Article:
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Our House -- Infrastructure showdown

Bump signs mark the approach to the David Thompson Bridge along 18th Street in Brandon on Thursday afternoon.

BRUCE BUMSTEAD/BRANDON SUN Enlarge Image

Bump signs mark the approach to the David Thompson Bridge along 18th Street in Brandon on Thursday afternoon.

From Hansard:

Mr. Reg Helwer (Brandon West): I note that the NDP campaign signs have been popping up all over Manitoba kind of like, well, kind of like dandelions, you know. It’s those orange hazard diamond markers, the hazard warnings that warn people of potholes.

And in Brandon, they warn people of the launch pad onto the Thompson bridge. The aprons have dropped yet again and drivers risk damaging their vehicles on a bridge that was over budget and overdue.

Mr. Speaker, can the minister tell us how often he expects the aprons to drop? Is this something we can expect every year just like the dandelions or maybe every two years? Is it a perennial?

Hon. Steve Ashton (Minister of Infrastructure and Transportation): There’s something that’s pretty — it’s not perennial, Mr. Speaker, it happens daily, it’s when members opposite get up and talk about infrastructure. Of course, later on in the day, if they have the chance, they’ll vote against it. They have no credibility on infrastructure.

I’d like to perhaps indicate to the member opposite we’re taking the challenge on. And, in fact, I look forward tomorrow when we are going to be joining with the CAA when they announce their worst road contest in Manitoba, because our government, whether it be here in the city of Winnipeg or any of our highways, we are — due to our historic investment in infrastructure — we are targeting those highways.

We’re making a difference, unlike members opposite who stand up, talk about infrastructure, then vote against it.

Mr. Helwer: So many choices in Manitoba for the worst road, so it’s difficult to narrow it down.

Indeed, you know, I think back to the last election. The MLA for Brandon East said that, well, people vote against budgets for a variety of reasons, not because they’re necessarily against a project. Interesting.

But the minister is fond of saying that the approaches in Brandon, they’re part of the design. So is it also part of the design when the vehicle goes off the launch ‘pad’ and crashes down on the bridge eight to 10 feet in, that that added pressure there was part of the design process, that this bridge can withstand that extra impact not only from cars but from fully loaded semi-trailers?

Was it part of the design to take that extra pounding?

Mr. Ashton: I’m not sure where the member for Brandon West got his engineering degree from, but he certainly seems to be a critic.

But I want to put on the record I thought he went a little bit too far recently. It was only a few weeks ago that he was criticizing the work that had been done on Victoria Avenue, and I want to remind you he stood up last year, said we needed to work on Victoria Avenue. We did announce that in the budget; he voted against it.

But what was particularly noticeable, Mr. Speaker, was a number of weeks ago he criticized the work that was done. It was done, by the way, by Zenith Paving from Brandon. I wonder if the member opposite will apologize for insulting a good Manitoba — a good Brandon business.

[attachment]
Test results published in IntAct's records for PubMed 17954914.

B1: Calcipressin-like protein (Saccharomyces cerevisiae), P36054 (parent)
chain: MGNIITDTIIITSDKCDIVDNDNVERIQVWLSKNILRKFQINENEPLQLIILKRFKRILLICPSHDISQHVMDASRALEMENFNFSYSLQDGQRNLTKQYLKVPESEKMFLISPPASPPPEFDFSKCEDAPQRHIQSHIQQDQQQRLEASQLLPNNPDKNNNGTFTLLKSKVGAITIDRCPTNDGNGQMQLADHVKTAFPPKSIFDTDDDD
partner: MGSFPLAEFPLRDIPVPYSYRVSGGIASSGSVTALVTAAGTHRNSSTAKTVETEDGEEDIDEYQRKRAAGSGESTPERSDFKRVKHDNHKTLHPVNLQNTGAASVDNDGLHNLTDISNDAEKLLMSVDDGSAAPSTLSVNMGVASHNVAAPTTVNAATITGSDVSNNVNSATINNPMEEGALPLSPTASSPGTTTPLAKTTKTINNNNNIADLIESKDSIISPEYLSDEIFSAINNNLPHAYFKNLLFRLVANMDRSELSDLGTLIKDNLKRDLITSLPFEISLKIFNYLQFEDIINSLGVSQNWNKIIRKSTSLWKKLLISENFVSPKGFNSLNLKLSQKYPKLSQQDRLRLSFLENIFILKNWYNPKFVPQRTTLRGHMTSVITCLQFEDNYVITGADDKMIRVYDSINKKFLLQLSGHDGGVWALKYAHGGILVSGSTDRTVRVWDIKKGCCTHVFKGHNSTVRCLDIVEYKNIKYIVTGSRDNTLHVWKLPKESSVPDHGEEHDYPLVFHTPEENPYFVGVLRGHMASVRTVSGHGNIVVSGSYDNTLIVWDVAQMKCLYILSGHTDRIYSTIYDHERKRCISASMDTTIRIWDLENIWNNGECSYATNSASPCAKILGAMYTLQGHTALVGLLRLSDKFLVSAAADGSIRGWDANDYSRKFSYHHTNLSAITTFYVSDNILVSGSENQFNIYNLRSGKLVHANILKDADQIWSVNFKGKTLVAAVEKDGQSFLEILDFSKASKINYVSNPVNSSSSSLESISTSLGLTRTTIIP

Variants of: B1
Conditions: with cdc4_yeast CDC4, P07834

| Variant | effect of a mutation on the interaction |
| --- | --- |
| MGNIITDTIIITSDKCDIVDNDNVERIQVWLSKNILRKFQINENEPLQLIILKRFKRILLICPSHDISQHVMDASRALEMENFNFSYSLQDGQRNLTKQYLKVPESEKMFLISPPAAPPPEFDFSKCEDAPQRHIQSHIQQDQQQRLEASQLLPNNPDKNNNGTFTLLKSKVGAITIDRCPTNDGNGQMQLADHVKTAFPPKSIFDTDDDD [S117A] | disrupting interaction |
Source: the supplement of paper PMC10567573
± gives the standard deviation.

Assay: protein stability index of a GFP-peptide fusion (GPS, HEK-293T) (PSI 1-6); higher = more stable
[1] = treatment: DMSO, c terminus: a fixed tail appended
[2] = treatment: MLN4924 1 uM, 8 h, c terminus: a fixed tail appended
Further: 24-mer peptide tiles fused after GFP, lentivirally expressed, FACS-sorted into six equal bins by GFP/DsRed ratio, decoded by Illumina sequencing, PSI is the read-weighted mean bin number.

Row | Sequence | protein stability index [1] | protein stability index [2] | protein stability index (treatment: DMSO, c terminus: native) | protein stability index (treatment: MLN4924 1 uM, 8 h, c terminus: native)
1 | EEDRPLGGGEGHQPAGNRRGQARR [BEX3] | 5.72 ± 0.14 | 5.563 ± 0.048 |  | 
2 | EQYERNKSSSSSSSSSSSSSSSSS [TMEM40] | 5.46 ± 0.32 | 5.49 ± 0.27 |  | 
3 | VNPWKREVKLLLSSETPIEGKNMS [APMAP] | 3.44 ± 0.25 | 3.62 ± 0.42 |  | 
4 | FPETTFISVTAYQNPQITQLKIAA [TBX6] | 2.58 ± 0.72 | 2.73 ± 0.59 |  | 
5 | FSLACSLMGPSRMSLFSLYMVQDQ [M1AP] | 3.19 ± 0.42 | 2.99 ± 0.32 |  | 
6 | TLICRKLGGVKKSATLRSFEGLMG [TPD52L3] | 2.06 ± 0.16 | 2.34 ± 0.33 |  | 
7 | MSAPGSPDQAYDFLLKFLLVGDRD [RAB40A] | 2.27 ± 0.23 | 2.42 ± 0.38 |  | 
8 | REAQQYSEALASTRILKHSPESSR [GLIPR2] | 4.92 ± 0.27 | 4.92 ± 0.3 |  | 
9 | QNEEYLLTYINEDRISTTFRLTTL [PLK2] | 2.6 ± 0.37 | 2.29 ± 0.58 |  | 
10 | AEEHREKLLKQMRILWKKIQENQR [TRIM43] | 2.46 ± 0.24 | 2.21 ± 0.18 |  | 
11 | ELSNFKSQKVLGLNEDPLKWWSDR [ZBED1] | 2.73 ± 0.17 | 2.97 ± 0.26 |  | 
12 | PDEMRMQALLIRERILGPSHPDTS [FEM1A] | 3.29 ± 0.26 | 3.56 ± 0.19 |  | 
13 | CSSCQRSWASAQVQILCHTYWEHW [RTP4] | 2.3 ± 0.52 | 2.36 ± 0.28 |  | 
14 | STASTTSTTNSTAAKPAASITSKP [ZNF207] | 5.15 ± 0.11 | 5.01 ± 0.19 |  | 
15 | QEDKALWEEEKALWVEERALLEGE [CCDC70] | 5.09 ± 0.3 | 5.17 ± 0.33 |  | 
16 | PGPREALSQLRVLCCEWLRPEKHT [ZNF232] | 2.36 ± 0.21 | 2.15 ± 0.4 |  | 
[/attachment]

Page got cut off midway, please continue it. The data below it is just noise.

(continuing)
Mr. Helwer: Well, I spoke to Zenith Paving about Victoria Avenue, and this was specified by the minister’s department. They followed what the minister said to do, just like the Thompson bridges.

Mr. Speaker, this NDP government has failed at maintaining Manitoba’s infrastructure and has underspent by over $1.9 billion over the last four years. With the Thompson bridges, the minister’s design, like Victoria Avenue, has created a long-term maintenance issue dangerous for motorists and possible structural damage.

Mr. Speaker, will the minister admit that the NDP’s chronic underspending on Manitoba’s infrastructure has created the infrastructure deficit that we suffer from today?

Mr. Ashton: You know, it’s spring in Manitoba. It came a little bit later this year, but there’s a tremendous sense of optimism out there. And pretty soon we’re going to move to another season; it’s called construction season.

Now, I know the members opposite or the Leader of the Opposition, the member for Brandon West will try to find something to criticize. I’m predicting that pretty soon the member for Brandon West is going to be up complaining about construction delays. Well, I want to apologize in advance for this government because there’s going to be record construction, record construction delays. That’s how you fix our infrastructure in this province.

» An occasional look at the to-and-fro from the floor of the Manitoba Legislature with an emphasis on Brandon and Westman issues.

Republished from the Brandon Sun print edition April 26, 2014

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From Hansard:

Mr. Reg Helwer (Brandon West): I note that the NDP campaign signs have been popping up all over Manitoba kind of like, well, kind of like dandelions, you know. It’s those orange hazard diamond markers, the hazard warnings that warn people of potholes.

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From Hansard:

Mr. Reg Helwer (Brandon West): I note that the NDP campaign signs have been popping up all over Manitoba kind of like, well, kind of like dandelions, you know. It’s those orange hazard diamond markers, the hazard warnings that warn people of potholes.

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